By Angela Loëb
Interestingly, when this question was posed to me, I had just been networking with a small group over coffee the week before when this very topic came up. One of the people there, a recruiter who is with a financial services company, brought up the challenge that they have with hiring people with good credit scores. Obviously, this is a criteria for their company. This recruiter’s comments led to an informal discussion about the desire in their HR department for lightening up those kinds of hiring restrictions, especially in light of the economic situation. This financial services company, by the way, does something with credit cards for consumers.
The thinking in hiring circles is that those in the financial industry and those in accounting/finance positions who are entrusted with money might be tempted to embezzle when they are in debt, so, hence the credit checking. The prevalent thought is that those who control company budget should, perhaps, be held to a higher standard.
Whether you agree with that thinking or not, there is one instance when I believe you’d agree that credit checking is important. I also once provided candidates to an firm that worked with clients in bankruptcy. Because of the access to certain databases and ability to modify fields of information in those databases, the firm insisted that they could only hire those not in danger of bankruptcy so as to avoid possible temptation. It really makes sense in this case.
Personally, I don’t think that all positions should require credit checks. It’s perfectly acceptable to write a hiring policy that details which positions require credit checking and which don’t… as long as the organization does not deviate from their written policy, they’ll be fine with the EEOC.
What does the HR profession think about all this? As a member of an international HR professionals association, Society for Human Resource Management (SHRM), I frequently see articles published by the association on this subject. In a February 2011 article from HR Magazine (a SHRM publication) called Close-Up On Screening, it was reported:
With a law that took effect Jan. 1, Illinois became the fourth state to restrict the use of credit histories in hiring decisions. Similar measures have been narrowly defeated in other jurisdictions, and the previous U.S. Congress introduced a bill on the subject but did not vote on it.
In November 2010, Massachusetts became the second state, after Hawaii, to prohibit private employers from asking job applicants about their criminal records on initial written applications. Massachusetts already prohibited the question on public-sector job applications, as do several other states and more than two dozen cities and counties. The laws and policies require employers to wait until later in the hiring process to ask applicants about their criminal records.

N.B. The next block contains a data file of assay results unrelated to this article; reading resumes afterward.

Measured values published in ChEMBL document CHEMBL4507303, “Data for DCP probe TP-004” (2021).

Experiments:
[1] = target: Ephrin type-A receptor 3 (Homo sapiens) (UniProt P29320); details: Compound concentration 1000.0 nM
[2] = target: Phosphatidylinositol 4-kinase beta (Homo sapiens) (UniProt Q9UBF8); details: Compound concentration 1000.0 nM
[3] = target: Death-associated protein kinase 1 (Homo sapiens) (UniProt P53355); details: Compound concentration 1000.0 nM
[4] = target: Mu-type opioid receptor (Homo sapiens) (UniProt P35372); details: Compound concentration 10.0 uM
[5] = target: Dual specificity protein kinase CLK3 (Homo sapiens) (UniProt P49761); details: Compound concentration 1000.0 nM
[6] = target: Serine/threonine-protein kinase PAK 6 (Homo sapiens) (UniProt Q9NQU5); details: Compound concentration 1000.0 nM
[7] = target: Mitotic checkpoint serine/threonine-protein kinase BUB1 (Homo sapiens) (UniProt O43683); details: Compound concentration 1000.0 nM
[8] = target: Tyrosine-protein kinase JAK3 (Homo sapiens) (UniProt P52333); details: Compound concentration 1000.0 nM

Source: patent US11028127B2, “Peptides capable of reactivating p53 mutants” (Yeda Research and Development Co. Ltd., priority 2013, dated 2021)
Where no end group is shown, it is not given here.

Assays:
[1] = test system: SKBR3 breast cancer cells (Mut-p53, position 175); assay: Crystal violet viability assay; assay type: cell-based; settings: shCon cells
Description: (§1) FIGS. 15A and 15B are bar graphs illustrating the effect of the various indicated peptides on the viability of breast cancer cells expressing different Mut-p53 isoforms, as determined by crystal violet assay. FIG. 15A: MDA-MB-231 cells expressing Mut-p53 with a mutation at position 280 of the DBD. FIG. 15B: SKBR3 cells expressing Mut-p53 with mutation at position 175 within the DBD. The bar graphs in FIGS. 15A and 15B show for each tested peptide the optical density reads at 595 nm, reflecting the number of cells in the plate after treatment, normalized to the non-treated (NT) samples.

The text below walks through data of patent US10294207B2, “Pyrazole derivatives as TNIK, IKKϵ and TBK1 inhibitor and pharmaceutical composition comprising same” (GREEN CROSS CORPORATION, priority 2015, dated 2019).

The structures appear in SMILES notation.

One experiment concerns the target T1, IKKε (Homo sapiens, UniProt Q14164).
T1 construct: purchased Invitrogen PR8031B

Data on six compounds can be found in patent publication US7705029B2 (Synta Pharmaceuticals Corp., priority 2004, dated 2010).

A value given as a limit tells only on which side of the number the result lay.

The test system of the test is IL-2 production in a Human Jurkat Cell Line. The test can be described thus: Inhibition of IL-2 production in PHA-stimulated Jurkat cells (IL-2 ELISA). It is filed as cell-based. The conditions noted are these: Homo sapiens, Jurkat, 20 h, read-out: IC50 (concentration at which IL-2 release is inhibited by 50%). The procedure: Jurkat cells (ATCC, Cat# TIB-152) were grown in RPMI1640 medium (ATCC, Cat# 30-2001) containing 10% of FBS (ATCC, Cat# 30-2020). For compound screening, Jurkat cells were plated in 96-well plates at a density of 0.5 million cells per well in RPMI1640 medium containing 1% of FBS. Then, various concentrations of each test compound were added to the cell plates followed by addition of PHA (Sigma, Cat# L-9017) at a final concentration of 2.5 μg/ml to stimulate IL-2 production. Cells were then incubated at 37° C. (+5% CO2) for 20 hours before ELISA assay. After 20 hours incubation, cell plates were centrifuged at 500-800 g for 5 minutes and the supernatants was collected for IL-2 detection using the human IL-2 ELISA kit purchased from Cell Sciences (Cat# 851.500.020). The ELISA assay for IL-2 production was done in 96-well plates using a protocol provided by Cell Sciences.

And in the April 2011 issue of HR Magazine the topic is broached again in States Seek to Limit Credit Checks for Hiring. Apparently, there are “14 states pursuing laws that would prohibit employers from using a person’s credit history as a screening tool for hiring and retention decisions.” So far, 4 states have passed laws that limit the use of credit report data for employment purposes.
Obviously, there is a raging debate about this topic, with both sides making their cases. In the April HR Magazine article, one law maker is cited as saying that there is no proven link between bad credit and employee theft. An opponent from an industry association takes the positions that if a person can’t manage his or her own finances, it could be a sign that he or she will struggle to manage the business finances.
All this is brought into check by an interesting comment made by Lester S. Rosen in the March 2011 HR Magazine article. Rosen is chief executive officer of ESR Inc., a background-screening company in Novato, Calif., and author of The Safe Hiring Manual. He says, “The perception that employers are ordering massive amounts of credit reports is nothing like the truth.”
In that same article, it’s pointed out that “In the past decade, employers have increased their use of all types of background checking, but a recent Society for Human Resource Management (SHRM) poll shows that the use of credit reports has not increased in the past five years.”
Well, whether it’s prevalent or not seems irrelevant in the end because legislatures in 14 states, including my home state of Texas, are considering the legislation restricting the use of credit reports in hiring decisions. And my networking acquaintance’s question “How legal is it to use credit reports to disqualify otherwise good quality applicants?” will soon be answered… at least in our neck of the woods anyway.